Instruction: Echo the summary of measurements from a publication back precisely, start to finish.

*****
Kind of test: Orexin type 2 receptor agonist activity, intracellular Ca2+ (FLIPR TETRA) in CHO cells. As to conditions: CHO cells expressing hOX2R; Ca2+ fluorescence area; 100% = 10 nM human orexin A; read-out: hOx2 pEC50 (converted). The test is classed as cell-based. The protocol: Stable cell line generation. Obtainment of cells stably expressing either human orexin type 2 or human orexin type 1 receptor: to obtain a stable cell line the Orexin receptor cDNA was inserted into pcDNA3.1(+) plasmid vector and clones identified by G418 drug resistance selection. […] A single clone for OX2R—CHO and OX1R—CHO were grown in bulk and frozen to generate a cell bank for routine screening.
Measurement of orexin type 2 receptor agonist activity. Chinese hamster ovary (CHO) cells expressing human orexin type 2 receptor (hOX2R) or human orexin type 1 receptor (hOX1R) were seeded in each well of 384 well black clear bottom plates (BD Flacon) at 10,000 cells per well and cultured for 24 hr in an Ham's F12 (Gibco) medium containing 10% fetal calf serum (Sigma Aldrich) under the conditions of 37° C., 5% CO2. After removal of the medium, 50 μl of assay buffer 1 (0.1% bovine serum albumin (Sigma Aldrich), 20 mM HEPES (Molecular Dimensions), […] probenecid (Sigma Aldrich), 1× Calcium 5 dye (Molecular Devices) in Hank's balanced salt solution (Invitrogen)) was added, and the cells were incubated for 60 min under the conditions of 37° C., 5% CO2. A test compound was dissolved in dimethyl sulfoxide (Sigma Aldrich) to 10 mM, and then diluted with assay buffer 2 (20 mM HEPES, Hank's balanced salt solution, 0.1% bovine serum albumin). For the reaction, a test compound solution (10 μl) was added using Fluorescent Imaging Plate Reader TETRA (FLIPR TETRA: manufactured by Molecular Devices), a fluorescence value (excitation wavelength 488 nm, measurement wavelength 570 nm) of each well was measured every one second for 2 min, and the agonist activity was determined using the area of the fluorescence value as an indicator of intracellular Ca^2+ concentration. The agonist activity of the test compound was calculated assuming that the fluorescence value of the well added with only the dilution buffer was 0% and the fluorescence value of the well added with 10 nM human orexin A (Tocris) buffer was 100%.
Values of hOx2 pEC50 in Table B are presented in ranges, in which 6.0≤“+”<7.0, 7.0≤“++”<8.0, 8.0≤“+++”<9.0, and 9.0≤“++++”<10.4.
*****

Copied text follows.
Kind of test: Orexin type 2 receptor agonist activity, intracellular Ca2+ (FLIPR TETRA) in CHO cells. As to conditions: CHO cells expressing hOX2R; Ca2+ fluorescence area; 100% = 10 nM human orexin A; read-out: hOx2 pEC50 (converted). The test is classed as cell-based. The protocol: Stable cell line generation. Obtainment of cells stably expressing either human orexin type 2 or human orexin type 1 receptor: to obtain a stable cell line the Orexin receptor cDNA was inserted into pcDNA3.1(+) plasmid vector and clones identified by G418 drug resistance selection. […] A single clone for OX2R—CHO and OX1R—CHO were grown in bulk and frozen to generate a cell bank for routine screening.
Measurement of orexin type 2 receptor agonist activity. Chinese hamster ovary (CHO) cells expressing human orexin type 2 receptor (hOX2R) or human orexin type 1 receptor (hOX1R) were seeded in each well of 384 well black clear bottom plates (BD Flacon) at 10,000 cells per well and cultured for 24 hr in an Ham's F12 (Gibco) medium containing 10% fetal calf serum (Sigma Aldrich) under the conditions of 37° C., 5% CO2. After removal of the medium, 50 μl of assay buffer 1 (0.1% bovine serum albumin (Sigma Aldrich), 20 mM HEPES (Molecular Dimensions), […] probenecid (Sigma Aldrich), 1× Calcium 5 dye (Molecular Devices) in Hank's balanced salt solution (Invitrogen)) was added, and the cells were incubated for 60 min under the conditions of 37° C., 5% CO2. A test compound was dissolved in dimethyl sulfoxide (Sigma Aldrich) to 10 mM, and then diluted with assay buffer 2 (20 mM HEPES, Hank's balanced salt solution, 0.1% bovine serum albumin). For the reaction, a test compound solution (10 μl) was added using Fluorescent Imaging Plate Reader TETRA (FLIPR TETRA: manufactured by Molecular Devices), a fluorescence value (excitation wavelength 488 nm, measurement wavelength 570 nm) of each well was measured every one second for 2 min, and the agonist activity was determined using the area of the fluorescence value as an indicator of intracellular Ca^2+ concentration. The agonist activity of the test compound was calculated assuming that the fluorescence value of the well added with only the dilution buffer was 0% and the fluorescence value of the well added with 10 nM human orexin A (Tocris) buffer was 100%.
Values of hOx2 pEC50 in Table B are presented in ranges, in which 6.0≤“+”<7.0, 7.0≤“++”<8.0, 8.0≤“+++”<9.0, and 9.0≤“++++”<10.4.